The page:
German green transition pricey

Germans set to pay even more for energy in wake of move away from nuclear power

Germany’s program of Energiewende—“energy transition”—which involves transitioning to more sustainable development, including using renewable sources of energy, is showing signs of stress as German consumers face rising energy prices.

Germans—who currently pay the highest electricity prices in Europe—are now looking at an upcoming rise in the renewable-energy surcharge tacked on to their bills, set to increase from today’s 5.3 cents per kilowatt hour to as much as 6.5 cents per kilowatt hour, according to Spiegel Online. German Chancellor Angela Merkel began phasing out nuclear power shortly after the March 2011 Fukushima nuclear-plant disaster.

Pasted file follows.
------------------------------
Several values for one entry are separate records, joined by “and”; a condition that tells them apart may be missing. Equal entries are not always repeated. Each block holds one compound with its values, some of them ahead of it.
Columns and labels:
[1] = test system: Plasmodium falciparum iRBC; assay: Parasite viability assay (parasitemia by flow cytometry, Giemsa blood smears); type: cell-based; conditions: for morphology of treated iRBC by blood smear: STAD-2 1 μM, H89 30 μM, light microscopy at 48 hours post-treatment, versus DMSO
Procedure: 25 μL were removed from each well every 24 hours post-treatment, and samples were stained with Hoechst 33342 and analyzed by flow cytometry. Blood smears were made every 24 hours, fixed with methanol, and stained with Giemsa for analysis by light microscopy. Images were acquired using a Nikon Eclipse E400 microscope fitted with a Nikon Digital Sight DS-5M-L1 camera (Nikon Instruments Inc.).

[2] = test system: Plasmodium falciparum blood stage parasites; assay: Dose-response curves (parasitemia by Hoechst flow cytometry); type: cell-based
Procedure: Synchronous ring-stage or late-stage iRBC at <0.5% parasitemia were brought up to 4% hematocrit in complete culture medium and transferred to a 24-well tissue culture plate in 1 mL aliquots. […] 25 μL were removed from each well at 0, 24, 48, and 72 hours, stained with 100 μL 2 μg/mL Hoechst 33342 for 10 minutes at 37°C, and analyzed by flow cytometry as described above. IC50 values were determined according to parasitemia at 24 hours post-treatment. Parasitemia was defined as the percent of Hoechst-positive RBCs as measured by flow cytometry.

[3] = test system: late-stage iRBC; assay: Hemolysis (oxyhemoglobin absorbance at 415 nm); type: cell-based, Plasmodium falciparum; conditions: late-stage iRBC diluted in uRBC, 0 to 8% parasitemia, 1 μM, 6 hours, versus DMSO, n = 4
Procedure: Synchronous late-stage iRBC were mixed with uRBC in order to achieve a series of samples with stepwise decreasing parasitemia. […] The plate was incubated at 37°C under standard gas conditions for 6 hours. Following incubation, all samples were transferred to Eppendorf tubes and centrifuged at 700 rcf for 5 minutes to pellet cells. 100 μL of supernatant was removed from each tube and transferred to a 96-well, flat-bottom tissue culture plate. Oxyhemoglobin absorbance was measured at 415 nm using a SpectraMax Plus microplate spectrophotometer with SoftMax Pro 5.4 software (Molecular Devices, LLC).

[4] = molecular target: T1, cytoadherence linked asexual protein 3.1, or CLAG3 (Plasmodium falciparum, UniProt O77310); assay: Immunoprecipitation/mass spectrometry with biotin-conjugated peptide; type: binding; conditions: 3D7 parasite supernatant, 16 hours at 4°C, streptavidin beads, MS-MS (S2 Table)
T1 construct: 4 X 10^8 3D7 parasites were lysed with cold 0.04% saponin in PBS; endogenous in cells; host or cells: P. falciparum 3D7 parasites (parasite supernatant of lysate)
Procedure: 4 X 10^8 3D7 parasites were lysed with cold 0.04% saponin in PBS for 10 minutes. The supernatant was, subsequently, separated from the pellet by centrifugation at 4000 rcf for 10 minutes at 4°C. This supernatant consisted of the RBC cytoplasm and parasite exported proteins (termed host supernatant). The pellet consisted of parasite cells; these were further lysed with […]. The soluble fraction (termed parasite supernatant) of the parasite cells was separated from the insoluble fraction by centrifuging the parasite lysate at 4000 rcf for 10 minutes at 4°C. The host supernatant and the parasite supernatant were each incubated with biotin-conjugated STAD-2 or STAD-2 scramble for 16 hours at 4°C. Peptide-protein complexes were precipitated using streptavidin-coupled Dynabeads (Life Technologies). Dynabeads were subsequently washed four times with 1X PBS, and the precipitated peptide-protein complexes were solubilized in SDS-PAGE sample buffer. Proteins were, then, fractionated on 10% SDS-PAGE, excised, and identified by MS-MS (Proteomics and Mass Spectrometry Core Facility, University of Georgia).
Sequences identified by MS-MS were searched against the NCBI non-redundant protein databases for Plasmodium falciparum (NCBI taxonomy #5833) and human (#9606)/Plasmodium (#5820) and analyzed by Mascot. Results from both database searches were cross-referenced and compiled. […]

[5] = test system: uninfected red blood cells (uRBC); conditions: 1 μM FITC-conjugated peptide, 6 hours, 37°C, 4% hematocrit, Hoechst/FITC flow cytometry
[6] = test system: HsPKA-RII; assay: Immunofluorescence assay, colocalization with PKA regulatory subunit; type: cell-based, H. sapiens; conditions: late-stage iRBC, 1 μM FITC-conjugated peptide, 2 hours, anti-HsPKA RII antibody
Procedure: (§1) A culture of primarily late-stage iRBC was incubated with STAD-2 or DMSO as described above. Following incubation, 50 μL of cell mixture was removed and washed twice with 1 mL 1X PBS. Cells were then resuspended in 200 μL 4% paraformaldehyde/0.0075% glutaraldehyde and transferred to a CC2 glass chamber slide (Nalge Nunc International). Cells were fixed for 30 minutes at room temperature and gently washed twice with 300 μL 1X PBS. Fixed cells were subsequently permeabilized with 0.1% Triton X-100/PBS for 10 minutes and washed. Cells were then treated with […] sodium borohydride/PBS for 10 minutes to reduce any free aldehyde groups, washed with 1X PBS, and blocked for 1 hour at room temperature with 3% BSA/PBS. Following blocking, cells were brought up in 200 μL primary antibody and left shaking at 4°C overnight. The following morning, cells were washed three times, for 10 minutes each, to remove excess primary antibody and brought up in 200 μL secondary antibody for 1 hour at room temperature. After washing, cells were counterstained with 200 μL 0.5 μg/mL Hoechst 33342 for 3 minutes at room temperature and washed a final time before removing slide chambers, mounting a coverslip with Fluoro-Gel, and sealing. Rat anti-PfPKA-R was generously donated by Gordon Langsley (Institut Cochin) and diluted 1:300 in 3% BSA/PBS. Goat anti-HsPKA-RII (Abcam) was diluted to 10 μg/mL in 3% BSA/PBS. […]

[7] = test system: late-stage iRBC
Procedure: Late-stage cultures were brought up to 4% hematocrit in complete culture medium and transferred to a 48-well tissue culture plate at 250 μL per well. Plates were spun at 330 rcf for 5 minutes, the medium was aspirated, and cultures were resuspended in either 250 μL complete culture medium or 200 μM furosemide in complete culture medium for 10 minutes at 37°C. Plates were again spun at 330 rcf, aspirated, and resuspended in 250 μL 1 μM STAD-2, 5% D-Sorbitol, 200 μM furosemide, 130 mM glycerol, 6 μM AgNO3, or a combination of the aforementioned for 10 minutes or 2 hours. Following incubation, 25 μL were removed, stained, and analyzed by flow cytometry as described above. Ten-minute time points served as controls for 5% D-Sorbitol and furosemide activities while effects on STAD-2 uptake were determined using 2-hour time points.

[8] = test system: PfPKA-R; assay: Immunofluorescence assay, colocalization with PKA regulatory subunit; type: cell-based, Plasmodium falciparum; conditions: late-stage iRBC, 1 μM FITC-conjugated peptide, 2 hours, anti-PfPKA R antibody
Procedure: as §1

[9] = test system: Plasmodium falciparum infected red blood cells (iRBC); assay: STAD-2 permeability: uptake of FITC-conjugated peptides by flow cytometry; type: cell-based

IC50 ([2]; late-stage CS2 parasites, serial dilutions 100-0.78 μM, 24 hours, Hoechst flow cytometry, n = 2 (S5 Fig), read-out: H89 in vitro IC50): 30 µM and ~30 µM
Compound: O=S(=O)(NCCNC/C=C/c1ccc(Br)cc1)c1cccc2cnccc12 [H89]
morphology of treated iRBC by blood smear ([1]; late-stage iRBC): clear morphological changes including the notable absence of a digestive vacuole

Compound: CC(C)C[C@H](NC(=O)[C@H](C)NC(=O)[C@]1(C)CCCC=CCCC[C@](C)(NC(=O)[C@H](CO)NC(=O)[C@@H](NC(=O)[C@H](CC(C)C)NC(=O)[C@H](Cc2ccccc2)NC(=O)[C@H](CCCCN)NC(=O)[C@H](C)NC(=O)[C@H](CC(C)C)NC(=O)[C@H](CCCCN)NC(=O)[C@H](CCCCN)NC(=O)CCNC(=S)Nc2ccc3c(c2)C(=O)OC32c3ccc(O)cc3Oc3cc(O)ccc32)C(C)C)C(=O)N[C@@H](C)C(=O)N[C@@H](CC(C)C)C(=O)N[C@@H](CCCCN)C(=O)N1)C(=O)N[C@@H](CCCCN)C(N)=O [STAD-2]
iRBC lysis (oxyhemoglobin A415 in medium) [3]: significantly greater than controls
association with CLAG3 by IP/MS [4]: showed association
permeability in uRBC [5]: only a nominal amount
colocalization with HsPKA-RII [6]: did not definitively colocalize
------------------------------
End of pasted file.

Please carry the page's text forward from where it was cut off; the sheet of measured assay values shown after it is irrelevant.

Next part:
While his predecessor, Jürgen Tritten, had predicted that changing over to renewable sources of energy, such as wind and solar, “wasn’t going to cost more than one scoop of ice cream,” current Environment Minister Peter Altmaier was quoted as saying that Germans are now paying enough to “eat everything on the ice cream menu.”